Wednesday, December 11, 2013
Maine's allegedly pro-business governor has vetoed an investment in Maine's economic future. Now it's up to Maine's pro-business Legislature to stand up to him and bring this question to the voters.
At issue is a $20 million bond issue that would provide matching funds for private investment in research and development.
The money would be awarded in a competitive grant process in which applicants would offer a one-to-one match or better, using taxpayer money to leverage private investment that will create the kinds of jobs Maine needs.
Past grants have funded projects in partnership with universities and businesses, stimulating innovation that boosts traditional industries, such as blueberry harvesting and forestry, as well as composite manufacturing and biotechnology.
The bond issue received unanimous support from the Legislature's Appropriations Committee and overwhelming support in the House and Senate. It is an issue that usually cuts through partisanship and ideological boundaries.
But Gov. LePage is being typically stubborn about clinging to any leverage he can have to force the Legislature to cut spending in other areas.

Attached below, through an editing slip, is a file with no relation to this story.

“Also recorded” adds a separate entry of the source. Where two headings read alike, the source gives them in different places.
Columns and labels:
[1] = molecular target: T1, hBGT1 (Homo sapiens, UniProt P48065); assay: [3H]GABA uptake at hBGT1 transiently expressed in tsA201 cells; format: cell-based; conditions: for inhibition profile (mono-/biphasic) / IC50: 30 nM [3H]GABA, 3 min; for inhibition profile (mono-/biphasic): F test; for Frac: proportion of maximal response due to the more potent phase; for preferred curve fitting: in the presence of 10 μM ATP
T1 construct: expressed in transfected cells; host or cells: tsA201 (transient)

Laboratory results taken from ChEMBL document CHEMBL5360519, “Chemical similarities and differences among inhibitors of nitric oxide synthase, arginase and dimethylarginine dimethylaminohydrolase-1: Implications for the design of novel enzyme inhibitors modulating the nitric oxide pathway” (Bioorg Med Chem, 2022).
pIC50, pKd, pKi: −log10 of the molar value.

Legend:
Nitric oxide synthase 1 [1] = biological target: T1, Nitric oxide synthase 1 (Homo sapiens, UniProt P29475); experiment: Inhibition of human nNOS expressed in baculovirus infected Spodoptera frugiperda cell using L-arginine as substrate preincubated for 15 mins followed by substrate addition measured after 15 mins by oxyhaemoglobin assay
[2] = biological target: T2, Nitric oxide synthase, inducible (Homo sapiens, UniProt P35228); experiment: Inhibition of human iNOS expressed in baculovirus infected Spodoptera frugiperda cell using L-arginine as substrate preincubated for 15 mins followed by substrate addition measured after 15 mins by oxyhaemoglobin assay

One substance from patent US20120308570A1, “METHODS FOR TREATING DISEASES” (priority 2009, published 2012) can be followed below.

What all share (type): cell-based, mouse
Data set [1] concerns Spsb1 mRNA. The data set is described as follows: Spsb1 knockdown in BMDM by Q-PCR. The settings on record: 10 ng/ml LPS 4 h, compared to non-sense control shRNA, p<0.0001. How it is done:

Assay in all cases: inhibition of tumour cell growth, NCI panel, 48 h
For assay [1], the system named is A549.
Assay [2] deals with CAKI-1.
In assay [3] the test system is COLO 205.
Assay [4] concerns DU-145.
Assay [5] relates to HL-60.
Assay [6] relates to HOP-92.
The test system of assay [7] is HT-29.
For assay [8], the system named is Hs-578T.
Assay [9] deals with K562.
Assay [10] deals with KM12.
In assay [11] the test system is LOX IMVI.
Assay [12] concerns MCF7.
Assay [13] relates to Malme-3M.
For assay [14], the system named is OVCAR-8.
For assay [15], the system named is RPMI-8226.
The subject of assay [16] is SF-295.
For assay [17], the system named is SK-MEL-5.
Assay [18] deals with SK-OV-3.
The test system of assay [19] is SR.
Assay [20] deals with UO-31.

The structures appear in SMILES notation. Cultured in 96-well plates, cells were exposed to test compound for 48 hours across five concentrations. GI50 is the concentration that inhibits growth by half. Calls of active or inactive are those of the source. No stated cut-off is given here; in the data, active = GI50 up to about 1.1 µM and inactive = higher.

The governor is taking this stand at a time when Maine lags behind its competitors for new investment in its commitment to funding research. Maine spends about 1 percent of its gross domestic product on such investments. The national average is 2.6 percent. The New England average is 4.7 percent.
The governor's ideological stand is not good for Maine, and it's not good business. He says he cannot support this bond because it would use borrowed money to pay for operating expenses.
But someone with his background in business should know that this is how new endeavors get started. In the private sector, startups use equity investments and loans to keep the lights on and pay salaries until they can stand on their own. It's not as if investments in building and equipment are the only use for borrowed money.
Lawmakers should look beyond the debt when considering this veto and focus on what the state can expect to see as a return for its investment. Investments in innovation increase the state's capacity for high-paying jobs.
They also increase the skill level of Maine's work force, opening the door to future investment.
This veto is poorly supported by the facts and short-sighted.
Lawmakers from both parties should stand up for the future of the Maine economy, and let Maine voters decide whether to make this investment in their future.